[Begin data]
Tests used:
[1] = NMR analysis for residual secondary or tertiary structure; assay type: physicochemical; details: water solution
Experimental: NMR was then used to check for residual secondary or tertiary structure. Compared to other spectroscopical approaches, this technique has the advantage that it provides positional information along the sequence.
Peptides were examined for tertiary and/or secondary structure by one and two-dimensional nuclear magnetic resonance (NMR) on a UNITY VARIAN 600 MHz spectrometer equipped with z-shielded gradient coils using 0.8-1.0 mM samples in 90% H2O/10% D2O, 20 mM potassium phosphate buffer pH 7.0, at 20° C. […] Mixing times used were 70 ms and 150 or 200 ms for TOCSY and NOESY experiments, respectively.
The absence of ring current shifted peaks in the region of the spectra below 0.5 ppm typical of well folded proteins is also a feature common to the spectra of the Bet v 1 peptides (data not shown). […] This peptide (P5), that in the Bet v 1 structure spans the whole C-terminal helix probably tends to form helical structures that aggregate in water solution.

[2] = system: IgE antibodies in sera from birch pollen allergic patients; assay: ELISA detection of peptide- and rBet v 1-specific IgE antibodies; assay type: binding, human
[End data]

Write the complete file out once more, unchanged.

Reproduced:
Tests used:
[1] = NMR analysis for residual secondary or tertiary structure; assay type: physicochemical; details: water solution
Experimental: NMR was then used to check for residual secondary or tertiary structure. Compared to other spectroscopical approaches, this technique has the advantage that it provides positional information along the sequence.
Peptides were examined for tertiary and/or secondary structure by one and two-dimensional nuclear magnetic resonance (NMR) on a UNITY VARIAN 600 MHz spectrometer equipped with z-shielded gradient coils using 0.8-1.0 mM samples in 90% H2O/10% D2O, 20 mM potassium phosphate buffer pH 7.0, at 20° C. […] Mixing times used were 70 ms and 150 or 200 ms for TOCSY and NOESY experiments, respectively.
The absence of ring current shifted peaks in the region of the spectra below 0.5 ppm typical of well folded proteins is also a feature common to the spectra of the Bet v 1 peptides (data not shown). […] This peptide (P5), that in the Bet v 1 structure spans the whole C-terminal helix probably tends to form helical structures that aggregate in water solution.

[2] = system: IgE antibodies in sera from birch pollen allergic patients; assay: ELISA detection of peptide- and rBet v 1-specific IgE antibodies; assay type: binding, human